Having recently (temporarily) removed all of my PRR stuff for Conrail, I felt like it might be time for another movie. One of the great things about movies is that you can control the camera and viewing angles so as to make the layout and the trains all appear much bigger than they really are. Per most of my recent movies, I chose some music appropriate for the era… Technically Talking Heads’ Once in a Lifetime dates from early 1981, but I’ve always liked it, and I think it fits. The train sounds are just from various YouTube videos trimmed to fit.
The intermodal flats are really quite long for N scale. They’re about as long as an HO standard boxcar, so they look a little awkward even on my 15″ radius curves. Again, though, camera angle to the rescue… Low angles make the curves look less severe, and significantly increase the apparent power and heft of what in reality are dinky little trains.
Oh, yeah, meant to mention… All of this was shot with my iPhone!
This is a video of a clinic I gave at the 2011 N Scale Enthusiast National Convention in Harrisburg, PA. The video was filmed and edited by David K Smith, one of the hobby’s most talented and prolific modelers, and the proprietor of NZT Products.
I was invited to speak on the subject of maximizing a small layout. Enjoy!
Last week I reported on my Digitrax DT400 Super Throttle dying after 6 years of faithful service. Ian MacMillan mentioned Digitrax’s throttle repair policy to me, and man, what a deal it is! Even though the DT400 is out of production, Digitrax charges a flat rate of $25 to repair any throttle. So, what would have been at street price a $160+ replacement out of pocket was a mere $25 and 10-day turn-around (including shipping both ways). In fact, my DT400 came back to me with the locomotive addresses I’d been running still selected!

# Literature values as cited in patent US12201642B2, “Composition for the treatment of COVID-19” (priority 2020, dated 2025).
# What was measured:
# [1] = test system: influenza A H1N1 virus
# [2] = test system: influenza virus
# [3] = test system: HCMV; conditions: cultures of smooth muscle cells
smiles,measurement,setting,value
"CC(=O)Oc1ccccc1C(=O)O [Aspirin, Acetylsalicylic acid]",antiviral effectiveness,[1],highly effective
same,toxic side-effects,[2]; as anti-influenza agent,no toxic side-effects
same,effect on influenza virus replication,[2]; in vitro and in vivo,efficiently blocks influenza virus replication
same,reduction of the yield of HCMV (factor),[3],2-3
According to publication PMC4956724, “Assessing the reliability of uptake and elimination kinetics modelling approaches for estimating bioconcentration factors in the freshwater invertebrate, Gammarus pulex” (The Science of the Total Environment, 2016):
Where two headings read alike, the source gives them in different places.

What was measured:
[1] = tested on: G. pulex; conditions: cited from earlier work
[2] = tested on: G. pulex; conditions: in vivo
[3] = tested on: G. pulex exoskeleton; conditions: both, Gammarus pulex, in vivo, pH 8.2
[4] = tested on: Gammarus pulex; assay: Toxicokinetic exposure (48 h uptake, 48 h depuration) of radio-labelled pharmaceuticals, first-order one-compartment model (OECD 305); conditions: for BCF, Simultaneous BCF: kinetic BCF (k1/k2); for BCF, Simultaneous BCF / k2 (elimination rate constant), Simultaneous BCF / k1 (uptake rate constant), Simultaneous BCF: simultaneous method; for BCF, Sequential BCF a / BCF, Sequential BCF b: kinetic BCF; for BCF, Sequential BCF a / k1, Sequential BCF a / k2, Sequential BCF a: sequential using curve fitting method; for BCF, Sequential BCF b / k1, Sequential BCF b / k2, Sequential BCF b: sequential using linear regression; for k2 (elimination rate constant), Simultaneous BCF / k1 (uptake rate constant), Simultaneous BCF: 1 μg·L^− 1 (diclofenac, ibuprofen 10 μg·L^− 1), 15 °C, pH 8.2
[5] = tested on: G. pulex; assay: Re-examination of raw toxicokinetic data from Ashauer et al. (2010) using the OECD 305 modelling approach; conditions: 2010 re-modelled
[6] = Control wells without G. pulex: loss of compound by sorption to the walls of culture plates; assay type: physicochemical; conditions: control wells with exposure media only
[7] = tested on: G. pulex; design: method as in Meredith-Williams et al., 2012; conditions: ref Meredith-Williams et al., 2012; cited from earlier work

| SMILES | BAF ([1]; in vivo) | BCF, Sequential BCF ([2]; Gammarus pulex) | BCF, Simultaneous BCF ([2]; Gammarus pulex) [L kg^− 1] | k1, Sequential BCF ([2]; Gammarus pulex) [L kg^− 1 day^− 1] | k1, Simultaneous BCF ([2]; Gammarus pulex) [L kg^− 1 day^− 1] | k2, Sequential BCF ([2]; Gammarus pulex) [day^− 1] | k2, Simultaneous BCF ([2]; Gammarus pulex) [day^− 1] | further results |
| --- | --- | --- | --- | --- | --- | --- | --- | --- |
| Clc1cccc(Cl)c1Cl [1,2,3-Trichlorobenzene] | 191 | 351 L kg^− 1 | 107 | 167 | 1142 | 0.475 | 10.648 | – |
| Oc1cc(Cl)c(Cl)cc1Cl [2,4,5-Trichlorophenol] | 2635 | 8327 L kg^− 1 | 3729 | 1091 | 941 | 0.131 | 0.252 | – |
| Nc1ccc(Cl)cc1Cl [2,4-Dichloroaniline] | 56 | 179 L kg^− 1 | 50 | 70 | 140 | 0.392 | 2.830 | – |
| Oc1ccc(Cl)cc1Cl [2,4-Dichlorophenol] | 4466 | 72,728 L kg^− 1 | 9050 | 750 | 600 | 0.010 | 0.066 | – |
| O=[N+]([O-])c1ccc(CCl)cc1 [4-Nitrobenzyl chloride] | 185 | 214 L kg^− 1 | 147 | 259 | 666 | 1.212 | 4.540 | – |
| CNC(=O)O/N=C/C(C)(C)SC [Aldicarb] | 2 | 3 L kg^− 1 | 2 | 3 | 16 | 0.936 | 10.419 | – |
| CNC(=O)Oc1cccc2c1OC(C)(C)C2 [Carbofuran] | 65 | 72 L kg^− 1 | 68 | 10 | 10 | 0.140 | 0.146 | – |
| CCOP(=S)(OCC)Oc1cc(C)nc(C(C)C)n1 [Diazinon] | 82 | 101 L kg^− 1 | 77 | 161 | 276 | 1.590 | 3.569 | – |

Thank you Digitrax, for great products and great service!!!
Few items go directly to my layout without some sort of treatment. Most things out of the box have a plastic sheen to them that screams “toy.” Some new models, however, come with a beautiful matte finish that looks very realistic. However, most of those models have shiny pad-printed lettering applied. I use a product from Testor’s called Dullcote. It kills the sheen on any surface (although be careful, it reacts with isopropyl alcohol or CA glue to form a haze) and is probably Patricia’s least favorite smell. I use it outside.
Typical of what I do to a “new toy” is what I did today with a Bowser Penn Central N5 caboose I got on clearance at M. B. Klein’s in Cockysville, MD. The lettering scheme is not correct for the real Penn Central 19070, but it looks cool enough. Take a closer look at the car, and you can see a lot of things that need to be corrected. Start with the couplers; these Bowser cars still come with ancient 1970’s-era Rapido couplers. Note too the glossy sheen. Students of the Penn Central will also note that the handrails and steps should be yellow. Lastly, there is no ACI barcode plate, which was used between 1967 and 1977 to track railcars. Penn Central existed from 1968 to 1976, so all PC equipment should have ACI plates.
I started by replacing the couplers with Micro Trains knuckle couplers. I used a light wash of Penn Central Green to add a slight fade. I used MicroScale decals to add ACI plates and a COTS (Clean, Oil, Test, & Stencil, circa mid-70s), and then shot the car with Dullcote (I slipped the glass insert out with the roof to avoid “frosting” the windows). I used a paint pen to paint the handrails yellow, and painted the steps with Poly Scale CSX Yellow. The trucks and wheel faces were painted Poly Scale Railroad Tie Brown. I then weathered the car with acrylic craft paint washes.
While the result is a tad incorrect from a lettering position standpoint, the overall effect is typical of Penn Central cabooses at the time of the Conrail merger.